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March 7, 2013 at 6:00 AM
Poll: Should Washington state repeal the death penalty?
State Rep. Reuven Carlyle, D-Seattle, says the issue is unlikely to get anywhere this year, but he hopes a public discussion — and “the transformational impact of DNA testing” — will lead to passage in the future. His bill proposes replacing the death penalty with life in prison without parole. Proponents say doing so would save taxpayers tens of millions in court fees. Washington currently has eight inmates on death row and dozens of other capital punishment cases moving through the system.
Watch the fascinating hearing below, which opens with testimony from staff and both Carlyle and Republican state Rep. Maureen Walsh of Walla Walla. Walsh read a statement from former GOP Gov. Dan Evans, who supports repeal because “the chance for error is too great; the cost too high.” (I’ve posted his full remarks after the jump in this post.) The panel also heard from the family members of two murder victims who oppose the death penalty.
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There’s no doubt this is a loaded issue that bring out varying viewpoints on the meaning of justice and punishment. For a sense of this, scroll to about 14:25 in the video to see state Rep. Brad Klippert, a Republican law enforcement official from Kennewick, ask Walsh, “Do you know if Gov. Evans ever visited a heinous crime scene when someone has been brutally and evilly and with all malice murdered or dismembered or executed? Has he ever visited one of those scenes before he made this consideration?”
With no one at the hearing to speak in opposition to HB 1504, state Rep. Steve O’Ban, R-Tacoma, said he wanted to speak out for those who’ve been victimized by premeditated, aggravated murder.
“This notion that revenge is what motivates victims’ families to seek the death penalty, I think, is a red herring,” O’Ban said. “What we’re speaking of here is the innate desire for men and women to seek justice. That’s what’s welling up from those who’ve had someone they’ve loved, whose life of promise was before them and was taken from them by a ghastly murder. This notion there’s something evil or wrong, barbaric, or some ancient desire for revenge, I think, diminishes them and diminishes what’s really at stake when someone is seeking justice.”
At 18:30 into the video above, attorney and state Rep. Jay Rodne, R-Snoqualmie, also gets testy and accuses some in the legal profession of raising the cost of capital cases to make them unaffordable for counties.
“Maureen, what about that poor prison guard in Monroe who was in a chapel who had a convict who’d been there for murder, life sentence, who took a power chord and strangled the life out of her? What do you say to her, Maureen?” he asked, referring to the 2011 killing of Jayme Biendl at the Monroe Correctional Complex.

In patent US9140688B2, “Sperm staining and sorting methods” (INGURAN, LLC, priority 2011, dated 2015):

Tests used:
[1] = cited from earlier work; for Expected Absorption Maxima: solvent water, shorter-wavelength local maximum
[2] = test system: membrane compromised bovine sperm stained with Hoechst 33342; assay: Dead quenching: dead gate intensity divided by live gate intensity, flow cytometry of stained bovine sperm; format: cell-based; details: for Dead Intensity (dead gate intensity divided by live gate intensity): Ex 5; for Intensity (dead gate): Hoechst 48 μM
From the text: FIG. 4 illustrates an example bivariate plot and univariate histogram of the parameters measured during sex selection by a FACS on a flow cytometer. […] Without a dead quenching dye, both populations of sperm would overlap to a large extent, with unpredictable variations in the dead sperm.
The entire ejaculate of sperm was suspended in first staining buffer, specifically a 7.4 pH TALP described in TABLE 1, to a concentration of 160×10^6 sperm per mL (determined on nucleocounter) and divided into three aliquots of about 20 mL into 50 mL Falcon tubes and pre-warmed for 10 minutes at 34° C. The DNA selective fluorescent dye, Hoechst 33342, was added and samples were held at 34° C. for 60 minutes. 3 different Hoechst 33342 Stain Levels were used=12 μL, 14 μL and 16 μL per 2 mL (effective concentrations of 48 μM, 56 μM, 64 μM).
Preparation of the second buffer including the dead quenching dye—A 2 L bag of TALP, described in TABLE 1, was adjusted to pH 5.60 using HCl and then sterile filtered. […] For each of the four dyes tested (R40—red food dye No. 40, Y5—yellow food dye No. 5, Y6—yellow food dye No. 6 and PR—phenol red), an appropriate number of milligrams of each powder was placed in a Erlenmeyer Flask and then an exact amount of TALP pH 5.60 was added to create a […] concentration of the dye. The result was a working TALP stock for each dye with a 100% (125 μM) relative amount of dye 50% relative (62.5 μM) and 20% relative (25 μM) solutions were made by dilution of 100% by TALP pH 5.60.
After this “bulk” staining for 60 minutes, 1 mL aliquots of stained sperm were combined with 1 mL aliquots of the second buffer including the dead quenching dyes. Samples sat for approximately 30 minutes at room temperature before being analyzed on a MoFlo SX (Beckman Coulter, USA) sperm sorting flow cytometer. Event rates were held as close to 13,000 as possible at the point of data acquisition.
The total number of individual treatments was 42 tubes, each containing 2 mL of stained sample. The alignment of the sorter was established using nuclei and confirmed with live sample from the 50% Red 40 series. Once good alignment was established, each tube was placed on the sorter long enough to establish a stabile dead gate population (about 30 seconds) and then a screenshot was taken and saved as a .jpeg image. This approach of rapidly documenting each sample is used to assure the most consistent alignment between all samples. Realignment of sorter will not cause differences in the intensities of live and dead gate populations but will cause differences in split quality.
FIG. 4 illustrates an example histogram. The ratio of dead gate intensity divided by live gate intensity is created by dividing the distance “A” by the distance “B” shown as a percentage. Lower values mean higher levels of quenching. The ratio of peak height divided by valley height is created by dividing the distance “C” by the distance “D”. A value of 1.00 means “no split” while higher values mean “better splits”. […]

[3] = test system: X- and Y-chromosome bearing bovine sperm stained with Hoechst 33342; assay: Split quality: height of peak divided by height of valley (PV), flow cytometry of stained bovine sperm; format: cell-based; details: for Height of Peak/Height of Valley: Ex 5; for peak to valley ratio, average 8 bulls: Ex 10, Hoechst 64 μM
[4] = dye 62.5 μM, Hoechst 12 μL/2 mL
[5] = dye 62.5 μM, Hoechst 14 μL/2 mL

“Unfortunately, I can’t say anything to her right now,” Walsh responded. “In that particular case, I really think the institution is at fault… They left her alone and vulnerable to that attack.”
Walsh also pointed out the fiscal inefficiencies associated with the death penalty. This 1994 Seattle Times news story reported taxpayers were then on track toward spending $3 million in court fees before convicted killer Charles Campbell was executed. Walsh said Wednesday that figure reached closer to $4 million versus the $50,000 annual cost of housing an inmate. “That would’ve incarcerated him for 80 years-plus,” she said.
After the hearing, the Safe & Just Alternatives coalition gathered an anti-death penalty panel in a nearby conference room. Watch that video or read excerpts from the speakers below:
Judy Kerr, sister of 2003 Everett murder victim Robert Kerr:
“For me personally, it’s in the closure of cold case units across the state of Washington. King County with 228 unsolved homicides closed it’s closed case unit Dec. 31 of last year. That means there’s no hope at all for justice for those victims’ family members while Washington State spends millions of dollars on an unnecessary death penalty system. It’s been suggested that we can cheapen the cost. We can speed up the process of the death penalty, but that’s offensive to me. It offends me in the sense that constitutional rights are what drive the cost, and I don’t want to be part of any system that ignores anyone‘s constitutional rights. We have alternatives. We have public safety at the heart of those alternatives. And public safety and prevention of crimes is where I’d like taxpayer dollars spent.”